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Ch. 4 Sec 1 The plant kingdom
What is a plant?
a. Multicellular eukaryotes
b. Autotrophs
i. Use photosynthesis – using light to
make food
c. Plant cells
i. Call walls mostly made of cellulose
ii. Chloroplasts, which is where
photosynthesis takes place
iii. Vacuole – sack-like storage place.
When empty, plants wilt.
d. Multicellular
i. Organized into tissues – specialized
cells that perform a particular
function (like your skin or heart)
Origin of plants
a. Fossils go back 400 million years, to small
b. Plants and green algae have the same
form of chlorophyll, so that supports the
fossil evidence
Living on land requires many adaptations
a. Obtaining water
i. Have to bring water and nutrients
from soil to where growth takes place
b. Retaining water
i. Water tends to evaporate, but land
plants cannot afford that, so they
developed the cuticle, a waxy,
waterproof leaf covering
c. Transporting materials
i. Vascular tissue is tube-like structures
for moving food and water
d. Support
i. Needs to be self-supporting
ii. Must expose chlorophyll to sunlight
e. Sexual Reproduction
i. Fertilization is when the sperm cell
unites with an egg cell. Fertilized egg
is called a zygote. Usually takes place
in flowers
Complex life cycles
a. Two stages – sporophyte (produces
spores) and gametophyte (produces egg
and sperm cells)
Ch. 4 Sec 2 Photosynthesis and light
Nature of light
a. White light is made up of all the colors of
the rainbow, shown by a prism. Known as
the visible spectrum
b. Most objects absorb some light and
reflect other parts of the spectrum. A
blue shirt reflects blue light and absorbs
the rest of the spectrum
Plants and light
a. Mostly reflect green light and absorb the
b. Plant pigments
i. Chlorophyll absorbs mostly blue and
red light, reflecting green
ii. Accessory pigments are yellow,
orange, and red. Only visible when
chlorophyll dies.
c. Capturing energy
i. Light is a form of energy, and that
energy is what powers the process of
Chemistry of photosynthesis
a. Carbon dioxide and water are the raw
materials of photosynthesis
b. Photosynthesis involved a complex set of
chemical reactions
c. End result is production of sugar and
oxygen gas.
d. You need to know the chemical equation
on page 124.
e. Excess energy is stored in roots, stems,
and leaves.
Ch. 4 Sec 3 Mosses, liverworts, and hornworts
Characteristics of nonvascular plants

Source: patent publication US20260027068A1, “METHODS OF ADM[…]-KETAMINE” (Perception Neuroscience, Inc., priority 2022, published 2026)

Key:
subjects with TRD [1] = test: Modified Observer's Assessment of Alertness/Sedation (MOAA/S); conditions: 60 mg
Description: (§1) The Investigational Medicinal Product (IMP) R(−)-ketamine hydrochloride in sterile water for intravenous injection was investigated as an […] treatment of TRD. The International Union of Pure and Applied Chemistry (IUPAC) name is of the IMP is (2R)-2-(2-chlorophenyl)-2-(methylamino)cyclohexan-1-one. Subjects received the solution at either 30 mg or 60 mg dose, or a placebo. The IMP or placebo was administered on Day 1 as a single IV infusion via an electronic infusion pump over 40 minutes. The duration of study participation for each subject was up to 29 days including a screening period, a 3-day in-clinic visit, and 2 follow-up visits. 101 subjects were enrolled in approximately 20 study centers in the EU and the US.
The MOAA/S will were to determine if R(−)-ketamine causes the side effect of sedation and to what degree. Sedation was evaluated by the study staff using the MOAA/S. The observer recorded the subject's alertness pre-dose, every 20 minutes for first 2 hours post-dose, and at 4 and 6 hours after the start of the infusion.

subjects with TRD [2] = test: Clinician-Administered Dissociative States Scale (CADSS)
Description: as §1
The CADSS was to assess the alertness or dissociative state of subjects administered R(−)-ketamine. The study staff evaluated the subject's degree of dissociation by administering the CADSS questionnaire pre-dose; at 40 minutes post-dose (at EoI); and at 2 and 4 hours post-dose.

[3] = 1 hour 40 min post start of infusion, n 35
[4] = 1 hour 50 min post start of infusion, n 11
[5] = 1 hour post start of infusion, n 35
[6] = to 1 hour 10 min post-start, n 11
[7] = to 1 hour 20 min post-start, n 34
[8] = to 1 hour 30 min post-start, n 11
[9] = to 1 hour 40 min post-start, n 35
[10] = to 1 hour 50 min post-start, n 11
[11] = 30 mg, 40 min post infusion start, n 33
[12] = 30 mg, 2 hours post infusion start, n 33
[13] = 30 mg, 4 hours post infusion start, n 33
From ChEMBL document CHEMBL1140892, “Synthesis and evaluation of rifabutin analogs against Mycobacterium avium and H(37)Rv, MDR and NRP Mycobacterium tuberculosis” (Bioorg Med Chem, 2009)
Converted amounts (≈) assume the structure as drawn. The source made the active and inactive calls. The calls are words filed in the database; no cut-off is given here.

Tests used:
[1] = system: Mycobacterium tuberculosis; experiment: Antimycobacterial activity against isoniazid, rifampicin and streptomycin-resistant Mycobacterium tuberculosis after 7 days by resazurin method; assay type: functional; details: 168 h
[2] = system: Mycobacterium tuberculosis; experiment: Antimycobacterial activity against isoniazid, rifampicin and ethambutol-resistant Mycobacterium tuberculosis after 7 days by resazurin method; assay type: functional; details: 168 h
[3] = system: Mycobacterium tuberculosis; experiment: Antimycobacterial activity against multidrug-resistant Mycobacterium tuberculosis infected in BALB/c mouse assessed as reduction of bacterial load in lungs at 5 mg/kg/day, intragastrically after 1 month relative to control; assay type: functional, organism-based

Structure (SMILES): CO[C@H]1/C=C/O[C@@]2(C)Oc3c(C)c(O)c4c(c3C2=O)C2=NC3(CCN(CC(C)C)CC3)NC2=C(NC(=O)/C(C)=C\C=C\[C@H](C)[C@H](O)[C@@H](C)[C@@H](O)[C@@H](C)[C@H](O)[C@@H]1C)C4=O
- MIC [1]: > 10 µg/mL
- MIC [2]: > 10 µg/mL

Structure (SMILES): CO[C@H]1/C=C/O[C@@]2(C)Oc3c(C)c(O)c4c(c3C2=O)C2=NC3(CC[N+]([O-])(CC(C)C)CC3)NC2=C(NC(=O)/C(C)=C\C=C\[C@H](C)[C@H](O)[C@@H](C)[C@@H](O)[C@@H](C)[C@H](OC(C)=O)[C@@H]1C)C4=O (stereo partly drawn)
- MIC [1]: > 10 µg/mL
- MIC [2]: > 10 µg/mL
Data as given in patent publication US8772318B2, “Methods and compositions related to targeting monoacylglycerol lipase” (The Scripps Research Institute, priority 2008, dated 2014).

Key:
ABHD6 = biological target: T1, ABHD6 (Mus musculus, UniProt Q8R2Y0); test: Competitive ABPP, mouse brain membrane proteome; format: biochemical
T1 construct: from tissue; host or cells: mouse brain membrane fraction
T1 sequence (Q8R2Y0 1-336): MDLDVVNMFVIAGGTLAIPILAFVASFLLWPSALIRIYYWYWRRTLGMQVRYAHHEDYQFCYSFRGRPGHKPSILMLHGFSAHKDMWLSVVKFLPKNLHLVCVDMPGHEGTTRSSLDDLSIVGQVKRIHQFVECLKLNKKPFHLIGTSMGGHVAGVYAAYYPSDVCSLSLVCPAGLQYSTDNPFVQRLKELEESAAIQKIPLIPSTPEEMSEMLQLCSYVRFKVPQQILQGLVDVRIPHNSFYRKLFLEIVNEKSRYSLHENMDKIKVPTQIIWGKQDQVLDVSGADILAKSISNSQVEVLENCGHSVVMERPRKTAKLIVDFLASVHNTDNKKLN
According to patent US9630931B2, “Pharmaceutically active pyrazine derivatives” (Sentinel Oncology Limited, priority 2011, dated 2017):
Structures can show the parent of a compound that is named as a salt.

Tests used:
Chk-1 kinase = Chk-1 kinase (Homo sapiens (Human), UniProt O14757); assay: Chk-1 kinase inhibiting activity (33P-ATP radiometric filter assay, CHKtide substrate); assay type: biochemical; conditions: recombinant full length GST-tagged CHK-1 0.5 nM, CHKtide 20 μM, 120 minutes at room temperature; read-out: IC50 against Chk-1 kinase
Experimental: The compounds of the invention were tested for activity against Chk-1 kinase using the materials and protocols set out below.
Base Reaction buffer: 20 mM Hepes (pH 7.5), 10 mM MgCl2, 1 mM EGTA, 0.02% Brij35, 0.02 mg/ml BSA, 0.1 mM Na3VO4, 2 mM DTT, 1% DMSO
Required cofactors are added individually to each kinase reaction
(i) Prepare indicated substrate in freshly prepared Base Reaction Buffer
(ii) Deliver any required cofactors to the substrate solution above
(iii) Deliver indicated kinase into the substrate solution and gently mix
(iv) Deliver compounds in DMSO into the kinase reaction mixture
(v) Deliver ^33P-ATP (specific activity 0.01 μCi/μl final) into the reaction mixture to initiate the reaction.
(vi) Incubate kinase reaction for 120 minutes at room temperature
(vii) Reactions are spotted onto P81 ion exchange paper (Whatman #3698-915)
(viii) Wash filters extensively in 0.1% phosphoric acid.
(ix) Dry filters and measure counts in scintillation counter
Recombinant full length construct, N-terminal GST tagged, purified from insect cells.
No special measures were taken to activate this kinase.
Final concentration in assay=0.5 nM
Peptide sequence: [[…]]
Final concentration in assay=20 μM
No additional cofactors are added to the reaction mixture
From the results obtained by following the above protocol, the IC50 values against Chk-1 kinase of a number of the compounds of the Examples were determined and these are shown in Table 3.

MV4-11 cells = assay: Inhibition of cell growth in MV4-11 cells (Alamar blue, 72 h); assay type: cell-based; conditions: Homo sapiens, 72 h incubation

a. Low growing
b. Do not have vascular tissue – tube like
structures that transport water and other
i. Pass materials from on cell to the
c. Only have cell walls to support, so stay
d. Lack roots, so get water and minerals
directly from surroundings
a. Over 10,000 species
b. Structure of moss
i. Fuzzy green part is the gametophyte
ii. Rhizoids are root-like structures
iii. The sporophyte generation grows out
of the gametophyte. It is a slender
stalk with the spore capsule at the
c. Importance of mosses
i. Sphagnum moss grows in bogs, very
acidic water where things don’t decay
ii. Compressed layers of dead sphagnum
moss are called peat, which can be
used as a fuel for heating & cooking
iii. Mosses are often pioneer plants, like
III. Liverworts and hornworts
a. 8,000 types of liverworts, which grow like
a crust on moist soil or rocks
b. 100 kinds of hornworts, which have hornlike sporophyte structures. Often grow
among grasses.
Ch. 4 Sec 4 Ferns and their relatives
Characteristics of seedless vascular plants
a. Vascular tissue
i. Transport water up and food down
from the leaves
ii. Also strengthen the plants, like a
bunch of drinking straws together.
b. Spores for reproduction
i. Need to be in moist places because
need water for egg and sperm cells to
come together.
a. 1st appeared on land 400 million years ago
b. Over 12,000 species
c. Structure of ferns
i. Have true roots, stems, and leaves
ii. Stems generally are underground, so
all you see are the leaves, known as
1. Fiddleheads are the developing
leaves of a fern
d. Reproduction in ferns
i. What you are used to seeing is the
sporophyte stage, with spores forming
on the bottom of leaves. The
gametophytes are tiny plants, low to
the ground.
e. Importance of ferns
i. Decorative, as houseplants and as
basis for orchids
ii. As food, especially fiddleheads
iii. Help rice crops by providing home for
useful bacteria
III. Club mosses and horsetails
a. Very few species still alive today
b. Club mosses are not mosses – they have
vascular tissue.
c. Horsetails have jointed stems that are
abrasive (once used to clean dishes)